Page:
He went on to describe Mother Agnes as a “serious-minded” leader whose efforts in the development of Fontbonne College were responsible for creating an institute that “impart[s] real knowledge instead of merely the semblance of knowledge which is supposed to be in a degree.”
Her can-do spirit led the Sisters of St. Joseph, and Fontbonne, through two tumultuous decades where World War I and the Great Depression could have had a devastating effect.
Never one to back down from a challenge, Mother Agnes cultivated an atmosphere of self-sufficiency at Fontbonne. For the first several decades of its existence, the school did not rely on the city for utilities, choosing to supply its own power needs instead with a physical plant onsite. When Mother Agnes’s driver expressed concern about running out of gas between the Mother House in Carondelet and Fontbonne’s campus in Clayton, she solved the problem by installing a gas station on campus. The area behind Ryan Hall (now home to Medaille Hall and the Golden Meadow) was originally a garden where staff and students grew vegetables for use in the cafeteria.
Mother Mary Agnes was known not only for her industriousness, but also for her kindness and generosity. In “A Sketch of the Life of Mother Mary Agnes Rossiter,” Sister Mary Lucida Savage remembered her fondly, writing:
“Mother Agnes was a good listener. No Sister, presenting herself for comfort or advice, was left unheard. Reverend Mother might be in the midst of an important letter; it was set aside. That could wait. She rejected, almost indignantly, a suggestion made to her to appoint office hours so that she might not be disturbed at a busy time. All her time, said Mother Agnes, belonged to the Sisters, who were not to be denied entrance to her presence at any hour convenient to them.”
Mother Mary Agnes died of a heart attack on May 19, 1940. She was 82 years old.
Her final days were spent in Kansas City, Missouri, where she served at St. Joseph Hospital from 1937 until her death in 1940.
In her obituary, she was remembered as an accomplished pianist, teacher, and educational visionary. Even in her few short years in Kansas City, she made a lasting impact, prompting the paper to write:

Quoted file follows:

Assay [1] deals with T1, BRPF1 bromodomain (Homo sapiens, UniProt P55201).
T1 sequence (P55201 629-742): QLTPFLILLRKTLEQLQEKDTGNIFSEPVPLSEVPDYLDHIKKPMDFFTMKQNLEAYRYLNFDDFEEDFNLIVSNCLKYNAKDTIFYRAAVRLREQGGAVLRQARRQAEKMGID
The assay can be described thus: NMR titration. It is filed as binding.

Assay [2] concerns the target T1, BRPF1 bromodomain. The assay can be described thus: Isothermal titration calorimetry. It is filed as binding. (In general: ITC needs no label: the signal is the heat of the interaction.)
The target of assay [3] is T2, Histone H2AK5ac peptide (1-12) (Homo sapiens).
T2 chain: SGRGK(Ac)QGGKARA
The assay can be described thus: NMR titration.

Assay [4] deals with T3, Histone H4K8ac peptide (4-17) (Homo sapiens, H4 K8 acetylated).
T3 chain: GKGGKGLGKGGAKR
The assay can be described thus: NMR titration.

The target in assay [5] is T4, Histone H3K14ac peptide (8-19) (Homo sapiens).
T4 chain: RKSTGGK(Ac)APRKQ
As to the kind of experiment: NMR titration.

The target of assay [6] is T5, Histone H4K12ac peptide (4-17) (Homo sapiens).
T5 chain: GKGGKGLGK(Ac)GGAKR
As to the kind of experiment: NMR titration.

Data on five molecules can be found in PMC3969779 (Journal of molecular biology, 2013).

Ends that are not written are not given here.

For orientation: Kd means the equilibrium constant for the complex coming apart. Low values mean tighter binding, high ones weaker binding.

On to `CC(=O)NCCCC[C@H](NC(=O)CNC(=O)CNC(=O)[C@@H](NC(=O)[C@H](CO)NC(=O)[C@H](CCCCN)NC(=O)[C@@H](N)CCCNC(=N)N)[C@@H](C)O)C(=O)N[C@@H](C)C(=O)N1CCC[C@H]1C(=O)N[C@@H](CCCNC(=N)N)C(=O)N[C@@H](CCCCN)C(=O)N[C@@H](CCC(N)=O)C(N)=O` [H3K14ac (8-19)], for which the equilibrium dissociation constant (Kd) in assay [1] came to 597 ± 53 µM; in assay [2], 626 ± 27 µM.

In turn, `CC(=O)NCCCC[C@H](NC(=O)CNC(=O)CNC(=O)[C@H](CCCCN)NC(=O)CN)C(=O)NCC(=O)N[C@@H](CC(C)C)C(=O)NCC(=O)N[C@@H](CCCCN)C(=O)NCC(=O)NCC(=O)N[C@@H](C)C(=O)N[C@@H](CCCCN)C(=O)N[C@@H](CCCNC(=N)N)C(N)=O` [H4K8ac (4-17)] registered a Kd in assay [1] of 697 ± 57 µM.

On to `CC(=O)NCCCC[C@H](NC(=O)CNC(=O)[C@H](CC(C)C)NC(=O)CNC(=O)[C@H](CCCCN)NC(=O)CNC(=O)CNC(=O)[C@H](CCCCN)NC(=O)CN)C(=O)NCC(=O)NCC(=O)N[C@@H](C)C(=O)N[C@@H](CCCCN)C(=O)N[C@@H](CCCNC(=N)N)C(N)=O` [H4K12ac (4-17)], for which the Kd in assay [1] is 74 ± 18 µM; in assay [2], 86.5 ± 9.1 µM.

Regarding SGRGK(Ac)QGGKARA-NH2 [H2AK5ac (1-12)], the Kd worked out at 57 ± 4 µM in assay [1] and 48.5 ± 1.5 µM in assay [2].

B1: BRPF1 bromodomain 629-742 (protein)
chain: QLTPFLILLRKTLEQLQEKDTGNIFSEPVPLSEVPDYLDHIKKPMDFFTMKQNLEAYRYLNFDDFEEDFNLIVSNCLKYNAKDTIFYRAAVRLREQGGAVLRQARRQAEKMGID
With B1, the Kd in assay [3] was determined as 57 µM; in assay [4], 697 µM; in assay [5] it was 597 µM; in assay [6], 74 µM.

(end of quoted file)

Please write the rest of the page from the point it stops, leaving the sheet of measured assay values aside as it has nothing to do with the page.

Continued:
“Sister Agnes made her gentle executive influence felt by thousands of Catholic laymen in addition to the more than 3,000 members of the congregation. While serving in the hospital, she made it her practice to visit each patient at least once.”
Her friend and colleague of several decades, Reverend John Cardinal Glennon, shared the following at her funeral in 1940:
“…[S]he does not need any words of praise, nor does her life need an explanation by me, because it was a life lived among you, open as the day, faithful to its work as the course of the starts in the heavens — a life worthy of such praise as I would be incapable of rendering.”
A Strong Foundation
Fontbonne’s rich history is filled with stories of remarkable women like Mother Mary Agnes Rossiter. Her contribution to the university cannot be overstated, and her legacy lives on in our commitment to serving the dear neighbor without distinction.
As we celebrate the legacy of leaders like Mother Agnes this month, let us keep in mind the following words of wisdom, which she left behind in a handwritten note:
“It is to the spirit of sacrifice as well as to the spirit of faith… that we must attribute the heroic virtues and wonders of self-devotion which we admire in the great servants of God… Let us strive, then, to be generous with God, giving Him wholeheartedly what He asks from us — that we may enjoy peace of soul and approach nearer to our Divine Model.”